Mona Lisa (1986)

An ungainly cockney chauffeur navigates the seedy streets of London, gradually falling for the elegant and mysterious prostitute who is his passenger.

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“The whole movie has some of the potency of cheap music that’s represented by the title song. I succumbed.”
Pauline Kael, Hooked: Film Writings 1985–1988

An odd-couple love story set in London’s criminal underworld, Mona Lisa makes a virtue of the physical disparity between the uncouth George (Bob Hoskins) and Simone (Cathy Tyson), the “tall, thin, black tart” whom he is paid to ferry to assignations.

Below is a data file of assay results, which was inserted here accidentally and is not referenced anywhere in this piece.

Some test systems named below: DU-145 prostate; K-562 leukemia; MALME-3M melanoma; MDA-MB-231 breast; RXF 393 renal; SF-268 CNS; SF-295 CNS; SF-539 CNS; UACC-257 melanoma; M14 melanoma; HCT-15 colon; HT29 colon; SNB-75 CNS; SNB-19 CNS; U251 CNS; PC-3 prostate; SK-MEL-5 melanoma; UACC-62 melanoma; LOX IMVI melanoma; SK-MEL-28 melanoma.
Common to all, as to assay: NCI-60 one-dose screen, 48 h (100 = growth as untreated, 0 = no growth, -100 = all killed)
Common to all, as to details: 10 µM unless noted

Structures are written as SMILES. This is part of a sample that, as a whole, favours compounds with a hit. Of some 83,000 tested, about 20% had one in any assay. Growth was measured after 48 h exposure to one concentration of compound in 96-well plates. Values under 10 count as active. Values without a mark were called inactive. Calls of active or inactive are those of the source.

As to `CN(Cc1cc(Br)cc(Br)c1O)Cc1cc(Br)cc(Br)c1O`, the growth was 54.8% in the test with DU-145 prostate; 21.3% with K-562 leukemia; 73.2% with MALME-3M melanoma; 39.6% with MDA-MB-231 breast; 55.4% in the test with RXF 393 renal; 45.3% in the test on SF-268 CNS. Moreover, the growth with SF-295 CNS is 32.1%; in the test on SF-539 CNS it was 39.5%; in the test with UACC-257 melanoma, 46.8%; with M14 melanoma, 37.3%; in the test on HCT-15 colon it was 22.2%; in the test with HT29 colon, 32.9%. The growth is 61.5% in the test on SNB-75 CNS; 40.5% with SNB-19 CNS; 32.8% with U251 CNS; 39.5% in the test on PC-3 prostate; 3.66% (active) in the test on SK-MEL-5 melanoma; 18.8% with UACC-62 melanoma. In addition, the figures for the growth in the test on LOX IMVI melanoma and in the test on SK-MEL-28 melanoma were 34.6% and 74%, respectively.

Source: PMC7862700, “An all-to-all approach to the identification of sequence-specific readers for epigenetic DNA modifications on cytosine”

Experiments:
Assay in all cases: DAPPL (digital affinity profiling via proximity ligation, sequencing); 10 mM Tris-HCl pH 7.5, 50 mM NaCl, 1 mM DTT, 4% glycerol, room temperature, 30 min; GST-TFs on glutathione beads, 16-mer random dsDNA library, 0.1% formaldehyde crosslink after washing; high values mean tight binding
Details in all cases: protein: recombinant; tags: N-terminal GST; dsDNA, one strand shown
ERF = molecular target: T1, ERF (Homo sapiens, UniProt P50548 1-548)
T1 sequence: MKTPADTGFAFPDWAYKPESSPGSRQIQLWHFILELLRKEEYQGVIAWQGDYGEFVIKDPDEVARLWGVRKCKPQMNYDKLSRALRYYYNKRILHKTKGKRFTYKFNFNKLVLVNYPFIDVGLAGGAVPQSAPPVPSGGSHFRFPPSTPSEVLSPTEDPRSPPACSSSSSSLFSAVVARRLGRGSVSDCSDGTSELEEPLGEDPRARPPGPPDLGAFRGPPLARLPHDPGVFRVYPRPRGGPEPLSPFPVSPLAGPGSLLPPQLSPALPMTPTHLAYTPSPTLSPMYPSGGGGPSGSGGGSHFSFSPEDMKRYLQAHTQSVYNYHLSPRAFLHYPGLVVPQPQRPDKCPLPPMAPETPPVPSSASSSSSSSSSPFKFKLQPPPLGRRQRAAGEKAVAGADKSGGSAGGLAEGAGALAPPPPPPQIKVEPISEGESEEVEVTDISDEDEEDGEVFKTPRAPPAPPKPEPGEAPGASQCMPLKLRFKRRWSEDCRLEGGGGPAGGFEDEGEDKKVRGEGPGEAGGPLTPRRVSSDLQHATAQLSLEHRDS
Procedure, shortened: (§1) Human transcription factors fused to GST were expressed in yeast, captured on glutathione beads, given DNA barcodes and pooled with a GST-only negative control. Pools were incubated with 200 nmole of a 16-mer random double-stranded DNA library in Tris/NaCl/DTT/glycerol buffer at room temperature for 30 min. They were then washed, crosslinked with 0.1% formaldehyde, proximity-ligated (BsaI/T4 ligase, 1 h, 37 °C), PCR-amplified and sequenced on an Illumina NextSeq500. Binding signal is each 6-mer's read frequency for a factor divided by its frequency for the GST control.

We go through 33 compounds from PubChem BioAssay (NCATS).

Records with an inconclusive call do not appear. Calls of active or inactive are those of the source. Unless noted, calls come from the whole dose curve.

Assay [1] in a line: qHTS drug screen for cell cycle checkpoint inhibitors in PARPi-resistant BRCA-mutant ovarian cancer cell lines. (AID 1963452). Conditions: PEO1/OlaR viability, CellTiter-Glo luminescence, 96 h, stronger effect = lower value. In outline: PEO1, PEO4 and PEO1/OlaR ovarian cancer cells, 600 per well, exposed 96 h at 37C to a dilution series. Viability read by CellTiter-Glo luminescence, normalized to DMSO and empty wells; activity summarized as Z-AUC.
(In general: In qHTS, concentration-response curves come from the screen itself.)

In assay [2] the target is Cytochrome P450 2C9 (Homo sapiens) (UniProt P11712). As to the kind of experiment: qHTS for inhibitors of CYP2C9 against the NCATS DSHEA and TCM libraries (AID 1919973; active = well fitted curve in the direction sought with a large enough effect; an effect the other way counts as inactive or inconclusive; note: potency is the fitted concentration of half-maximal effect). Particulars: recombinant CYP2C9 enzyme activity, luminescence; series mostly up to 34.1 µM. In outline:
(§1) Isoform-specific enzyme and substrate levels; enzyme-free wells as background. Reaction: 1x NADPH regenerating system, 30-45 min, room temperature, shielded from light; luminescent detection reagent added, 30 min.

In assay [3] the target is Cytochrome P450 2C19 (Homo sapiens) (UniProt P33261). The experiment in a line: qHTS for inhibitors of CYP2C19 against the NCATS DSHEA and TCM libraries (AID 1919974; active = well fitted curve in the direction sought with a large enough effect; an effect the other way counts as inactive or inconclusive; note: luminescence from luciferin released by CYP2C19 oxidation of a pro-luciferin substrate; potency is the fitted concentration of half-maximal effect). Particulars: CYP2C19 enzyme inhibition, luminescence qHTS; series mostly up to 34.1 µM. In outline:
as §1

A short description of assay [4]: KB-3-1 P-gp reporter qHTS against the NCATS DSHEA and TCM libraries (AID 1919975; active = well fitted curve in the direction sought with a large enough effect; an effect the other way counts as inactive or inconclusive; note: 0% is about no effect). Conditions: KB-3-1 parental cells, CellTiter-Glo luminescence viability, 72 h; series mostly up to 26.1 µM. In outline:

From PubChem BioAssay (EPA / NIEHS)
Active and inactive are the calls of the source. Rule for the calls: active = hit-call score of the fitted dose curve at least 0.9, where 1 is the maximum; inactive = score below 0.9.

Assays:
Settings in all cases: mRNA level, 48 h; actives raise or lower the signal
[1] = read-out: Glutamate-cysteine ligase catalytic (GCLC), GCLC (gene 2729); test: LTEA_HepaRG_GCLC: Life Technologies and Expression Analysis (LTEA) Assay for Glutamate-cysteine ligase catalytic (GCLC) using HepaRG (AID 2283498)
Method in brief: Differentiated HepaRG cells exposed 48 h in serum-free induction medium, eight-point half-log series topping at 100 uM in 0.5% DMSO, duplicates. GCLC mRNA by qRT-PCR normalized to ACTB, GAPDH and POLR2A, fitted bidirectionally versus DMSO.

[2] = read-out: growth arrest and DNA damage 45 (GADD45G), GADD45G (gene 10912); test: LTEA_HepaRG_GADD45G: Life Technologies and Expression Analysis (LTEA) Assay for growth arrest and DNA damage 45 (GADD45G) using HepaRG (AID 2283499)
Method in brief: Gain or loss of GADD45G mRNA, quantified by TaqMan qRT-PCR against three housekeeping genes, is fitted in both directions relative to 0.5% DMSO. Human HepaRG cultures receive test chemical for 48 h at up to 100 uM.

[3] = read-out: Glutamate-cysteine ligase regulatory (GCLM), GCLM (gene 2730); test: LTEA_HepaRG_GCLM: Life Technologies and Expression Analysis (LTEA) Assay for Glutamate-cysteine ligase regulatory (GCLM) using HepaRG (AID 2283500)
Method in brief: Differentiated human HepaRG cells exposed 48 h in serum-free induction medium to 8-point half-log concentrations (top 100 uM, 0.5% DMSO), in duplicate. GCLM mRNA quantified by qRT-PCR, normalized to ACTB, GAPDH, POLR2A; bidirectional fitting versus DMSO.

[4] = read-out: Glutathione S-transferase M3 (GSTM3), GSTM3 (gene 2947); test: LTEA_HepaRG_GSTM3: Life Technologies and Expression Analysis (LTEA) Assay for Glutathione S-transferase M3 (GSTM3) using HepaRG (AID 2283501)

The third feature film by novelist-turned-director Neil Jordan, it also makes room for beautifully realised supporting characters, including predatory crime boss Mortwell (Michael Caine) and waiflike teenage prostitute Cathy (Kate Hardie), whom Simone entreats George to rescue.

Cinematographer Roger Pratt, whose work encompasses both grand fantasy in Brazil (1985) and realism in High Hopes (1988), introduces elements of both to his rendering of a stylised, sickly-looking London. Hoskins’ compelling performance brought him an Oscar nomination and a Bafta.

Mona Lisa transposes to London some of the plot and aesthetic style of Taxi Driver (1976), while its settings and child-prostitution theme are echoed in London to Brighton (2006).

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